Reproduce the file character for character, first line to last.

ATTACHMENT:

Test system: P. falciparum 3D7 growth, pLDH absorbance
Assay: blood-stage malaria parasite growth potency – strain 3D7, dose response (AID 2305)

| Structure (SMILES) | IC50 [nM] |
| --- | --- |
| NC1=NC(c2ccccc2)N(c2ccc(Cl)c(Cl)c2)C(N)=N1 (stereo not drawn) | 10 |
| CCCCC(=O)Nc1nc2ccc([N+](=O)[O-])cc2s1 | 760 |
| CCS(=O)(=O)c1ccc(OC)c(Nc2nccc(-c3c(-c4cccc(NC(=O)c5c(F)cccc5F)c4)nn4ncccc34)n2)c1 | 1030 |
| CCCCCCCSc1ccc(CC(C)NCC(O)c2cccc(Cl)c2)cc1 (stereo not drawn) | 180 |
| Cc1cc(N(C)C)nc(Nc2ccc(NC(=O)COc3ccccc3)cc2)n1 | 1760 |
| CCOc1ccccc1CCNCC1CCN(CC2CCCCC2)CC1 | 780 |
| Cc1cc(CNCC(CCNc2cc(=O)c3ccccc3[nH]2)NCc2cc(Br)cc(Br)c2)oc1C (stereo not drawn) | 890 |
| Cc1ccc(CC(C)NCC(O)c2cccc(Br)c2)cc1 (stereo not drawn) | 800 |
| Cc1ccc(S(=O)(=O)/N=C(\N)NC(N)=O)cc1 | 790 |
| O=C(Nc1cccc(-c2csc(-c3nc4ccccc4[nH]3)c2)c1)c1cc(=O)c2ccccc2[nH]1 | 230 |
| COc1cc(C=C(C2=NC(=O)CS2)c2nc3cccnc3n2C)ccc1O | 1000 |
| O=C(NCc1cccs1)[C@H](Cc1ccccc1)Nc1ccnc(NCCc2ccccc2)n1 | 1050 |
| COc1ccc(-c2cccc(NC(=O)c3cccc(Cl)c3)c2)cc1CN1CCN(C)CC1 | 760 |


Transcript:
Test system: P. falciparum 3D7 growth, pLDH absorbance
Assay: blood-stage malaria parasite growth potency – strain 3D7, dose response (AID 2305)

| Structure (SMILES) | IC50 [nM] |
| --- | --- |
| NC1=NC(c2ccccc2)N(c2ccc(Cl)c(Cl)c2)C(N)=N1 (stereo not drawn) | 10 |
| CCCCC(=O)Nc1nc2ccc([N+](=O)[O-])cc2s1 | 760 |
| CCS(=O)(=O)c1ccc(OC)c(Nc2nccc(-c3c(-c4cccc(NC(=O)c5c(F)cccc5F)c4)nn4ncccc34)n2)c1 | 1030 |
| CCCCCCCSc1ccc(CC(C)NCC(O)c2cccc(Cl)c2)cc1 (stereo not drawn) | 180 |
| Cc1cc(N(C)C)nc(Nc2ccc(NC(=O)COc3ccccc3)cc2)n1 | 1760 |
| CCOc1ccccc1CCNCC1CCN(CC2CCCCC2)CC1 | 780 |
| Cc1cc(CNCC(CCNc2cc(=O)c3ccccc3[nH]2)NCc2cc(Br)cc(Br)c2)oc1C (stereo not drawn) | 890 |
| Cc1ccc(CC(C)NCC(O)c2cccc(Br)c2)cc1 (stereo not drawn) | 800 |
| Cc1ccc(S(=O)(=O)/N=C(\N)NC(N)=O)cc1 | 790 |
| O=C(Nc1cccc(-c2csc(-c3nc4ccccc4[nH]3)c2)c1)c1cc(=O)c2ccccc2[nH]1 | 230 |
| COc1cc(C=C(C2=NC(=O)CS2)c2nc3cccnc3n2C)ccc1O | 1000 |
| O=C(NCc1cccs1)[C@H](Cc1ccccc1)Nc1ccnc(NCCc2ccccc2)n1 | 1050 |
| COc1ccc(-c2cccc(NC(=O)c3cccc(Cl)c3)c2)cc1CN1CCN(C)CC1 | 760 |